By Mark Lichtenfeld. Originally published at State of Hockey.
Few things in the officiating ranks are as disheartening as an emotional letter of resignation tendered by a veteran Level 3.
Especially when the letter of resignation is submitted to Officially Speaking.
Yup, USA Hockey just lost another extremely-qualified veteran zebra to the vicissitudes of garden-variety abuse of officials.
You’ve heard all about it in this column. Coaches dressing-down a teenage girl ref, players copping an attitude toward veteran officials three times their ages, team managers seeking to blackball the steadiest Level 3s in the county.
Oh sure, OS pleaded with the letter-writer to stay. But nothing doing. This official had enough.
Still, the long-time ref had a great suggestion. In fact, it’s an idea that OS has floated over the years. Simple: Make all players complete an open book rules test with a required passing score of 75% as part of their annual registration requirements.
Let me provide an example to elucidate. Last week, OS was handling a reasonably high-level butcher league game. One-goal differential in the middle of the third. Only one penalty called the entire game.
Fifty seconds remaining. The losing team pulls its goalkeeper. They’ve got a sixth guy standing at the top of the defensive circle. The winning team dumps the puck along the boards about 17 feet from where the sixth player is standing. That same sixth player, the guy who played junior hockey, turns his back to the puck and makes no attempt to secure the rubber.
Icing waved. Team goes on to lose. Goaltender on bench busts into the referees’ crease, belligerent, swearing and refusing to leave after several minutes. 601 progression handed out, resulting in a game misconduct.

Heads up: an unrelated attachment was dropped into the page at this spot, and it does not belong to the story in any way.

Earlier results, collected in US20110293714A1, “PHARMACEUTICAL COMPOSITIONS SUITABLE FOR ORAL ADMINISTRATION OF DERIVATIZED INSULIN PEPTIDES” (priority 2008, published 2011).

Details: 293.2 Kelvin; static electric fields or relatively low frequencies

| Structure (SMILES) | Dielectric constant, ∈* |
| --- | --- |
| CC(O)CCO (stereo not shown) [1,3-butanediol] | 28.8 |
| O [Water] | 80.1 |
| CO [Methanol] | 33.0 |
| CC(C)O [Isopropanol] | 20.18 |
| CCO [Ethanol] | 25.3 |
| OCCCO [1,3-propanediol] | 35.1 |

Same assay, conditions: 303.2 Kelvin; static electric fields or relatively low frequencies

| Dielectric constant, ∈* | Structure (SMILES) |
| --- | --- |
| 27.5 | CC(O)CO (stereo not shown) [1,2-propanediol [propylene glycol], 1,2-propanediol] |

Now, it’s not for certain that requiring these beer leaguers to attain a 75% open book rules score would have prevented this verbal onslaught, but it sure couldn’t have hurt. I mean, there’s a chance this guy would have summarily reviewed USA Hockey Rule 624(b) icing the puck:
Icing shall be nullified, if, in the opinion of the Linesman, an opposing player – except the goalkeeper – has an opportunity to play the puck, and has not done so, prior to the puck crossing the goal line.
And, yeah, I know it’s improbable that the tender would have known this one, but maybe, possibly, the guy would have come across USA Hockey Rule 203(d) and its accompanying casebook if he had to pour through the rulebook as part of his registration requirements:
A team may opt to play the game with six players and no goalkeeper. However, the Referee and the Coach must be aware that no player is allowed to have the privileges of the goalkeeper.
Oh sure, OS tried explaining to the goaltender that the sixth skater hanging at the top of the defensive circle was required to play the puck since he had no goalkeeper privileges, but honestly, OS may have just as well been speaking ancient Aramaic.
So look what we have here. One ignorant beer leaguer. One forfeited game fee. Team now has to scramble for a replacement keeper for the next game.
And all because these know-it-alls are not required to show minimal rule proficiency as a registration requirement.
Please, USA Hockey. In honor of my veteran Level 3 brother. Acknowledge his pain.
Require all players to pass an open-book rules test.
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